A sweet solution for healing wounds?

Family sugar remedy tested for healing people’s wounds

Moses Murandu saw sugar treatment getting used often as a baby in Zimbabwe

A nurse is researching whether an old family remedy using sugar to heal wounds does actually work.

Moses Murandu, from Zimbabwe, grew up watching his father use granulated sugar to regard wounds.

Sugar is assumed to attract water clear of wounds and forestall bacteria from multiplying.

Early results from an ordeal on 35 hospital patients in Birmingham are encouraging, but more research is required.

One of the patients who received sugar treatment on a wound was 62-year-old Alan Bayliss from Birmingham.

He had undergone an above-the knee amputation on his right leg on the Queen Elizabeth Hospital Birmingham and, as portion of the surgery, a vein was far from his left leg leaving a wound which might not heal properly.

Murandu, who’s studying for a doctorate at Birmingham University, was contacted and asked to regard the wound with sugar.

Fast recovery

Mr Bayliss said: “It’s been revolutionary. The particular wound was very deep – it was almost as big as my finger.

“When Moses first did the dressing he almost used your entire pot of sugar, but two weeks later he only had to use four or five teaspoons.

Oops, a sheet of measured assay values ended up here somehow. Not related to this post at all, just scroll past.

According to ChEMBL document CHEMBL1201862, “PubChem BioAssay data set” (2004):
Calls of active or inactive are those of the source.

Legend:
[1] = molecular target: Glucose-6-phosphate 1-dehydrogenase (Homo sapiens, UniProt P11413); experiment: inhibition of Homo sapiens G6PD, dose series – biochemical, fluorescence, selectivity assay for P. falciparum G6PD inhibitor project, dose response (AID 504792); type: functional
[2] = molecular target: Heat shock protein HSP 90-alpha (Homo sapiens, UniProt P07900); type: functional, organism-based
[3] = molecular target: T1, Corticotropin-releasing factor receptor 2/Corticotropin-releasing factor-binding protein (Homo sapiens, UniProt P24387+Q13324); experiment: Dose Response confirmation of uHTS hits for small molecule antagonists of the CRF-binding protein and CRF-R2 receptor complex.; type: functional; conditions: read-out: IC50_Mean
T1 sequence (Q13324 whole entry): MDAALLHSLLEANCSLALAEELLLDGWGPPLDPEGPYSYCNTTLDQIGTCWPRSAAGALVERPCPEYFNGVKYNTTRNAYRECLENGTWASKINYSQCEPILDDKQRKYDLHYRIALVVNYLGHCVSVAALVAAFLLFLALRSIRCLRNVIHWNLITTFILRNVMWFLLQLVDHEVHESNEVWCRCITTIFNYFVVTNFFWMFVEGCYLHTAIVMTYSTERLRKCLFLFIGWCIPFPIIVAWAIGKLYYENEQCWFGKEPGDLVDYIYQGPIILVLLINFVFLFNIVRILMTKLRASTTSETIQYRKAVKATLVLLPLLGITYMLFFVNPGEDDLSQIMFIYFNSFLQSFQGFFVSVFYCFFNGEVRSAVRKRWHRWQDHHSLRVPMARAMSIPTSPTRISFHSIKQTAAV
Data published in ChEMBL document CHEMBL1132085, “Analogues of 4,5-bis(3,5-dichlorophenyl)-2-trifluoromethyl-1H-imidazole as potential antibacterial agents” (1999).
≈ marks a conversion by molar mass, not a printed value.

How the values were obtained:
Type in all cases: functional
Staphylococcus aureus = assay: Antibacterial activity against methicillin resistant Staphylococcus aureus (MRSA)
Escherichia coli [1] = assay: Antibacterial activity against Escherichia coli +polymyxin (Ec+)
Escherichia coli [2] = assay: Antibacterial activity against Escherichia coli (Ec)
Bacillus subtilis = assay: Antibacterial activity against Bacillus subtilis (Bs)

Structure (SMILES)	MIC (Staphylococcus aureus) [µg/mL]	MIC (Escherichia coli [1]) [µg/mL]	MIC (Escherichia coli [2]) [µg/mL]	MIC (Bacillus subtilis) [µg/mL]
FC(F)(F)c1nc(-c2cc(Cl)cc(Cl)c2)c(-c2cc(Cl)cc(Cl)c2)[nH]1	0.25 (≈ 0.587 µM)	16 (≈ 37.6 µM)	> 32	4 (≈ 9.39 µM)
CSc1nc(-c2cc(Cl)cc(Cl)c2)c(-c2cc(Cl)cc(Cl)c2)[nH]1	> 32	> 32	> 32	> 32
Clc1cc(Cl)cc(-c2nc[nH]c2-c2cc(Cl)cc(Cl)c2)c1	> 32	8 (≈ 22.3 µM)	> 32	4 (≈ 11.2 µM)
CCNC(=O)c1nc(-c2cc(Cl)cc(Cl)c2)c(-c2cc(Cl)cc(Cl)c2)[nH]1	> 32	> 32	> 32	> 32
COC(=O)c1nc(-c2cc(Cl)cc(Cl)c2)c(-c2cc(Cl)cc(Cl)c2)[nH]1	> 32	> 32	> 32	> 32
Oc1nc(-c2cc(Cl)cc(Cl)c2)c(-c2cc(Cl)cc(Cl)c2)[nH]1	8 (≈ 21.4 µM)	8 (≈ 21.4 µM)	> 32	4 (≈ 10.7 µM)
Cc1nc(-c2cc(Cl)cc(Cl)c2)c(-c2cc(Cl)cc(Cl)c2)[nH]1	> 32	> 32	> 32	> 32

“i’m more than happy indeed. i believe that it has accelerated my recovery much, and it’s been a favorable leap forward. i used to be a bit of sceptical at the beginning but after I saw the sugar in operation and what sort of it was drawing the wound out, i used to be impressed.”

The randomised control trial at three West Midlands hospitals is purely half way through. Thus far 35 patients were treated with sugar treatment.

Murandu, a senior lecturer in adult nursing on the University of Wolverhampton, said he was very happy by the consequences.

“i suspect within the sugar and the nurses and doctors who see the consequences are commencing to believe in it too.”

The treatment is understood to work because applying sugar to a wound draws the water away, thereby starving the bacteria of what it must grow. This prevents the bacteria from multiplying and so they die.

Staff nurse Jonathan Janneman said the treatment had boosted the patient’s morale too.

“He could see the cavity in his leg in addition to having been unwell and thru operations. However the sugar has given him something to carry directly to.

“It’s amazing that something so simple as sugar has given him a morale boost.”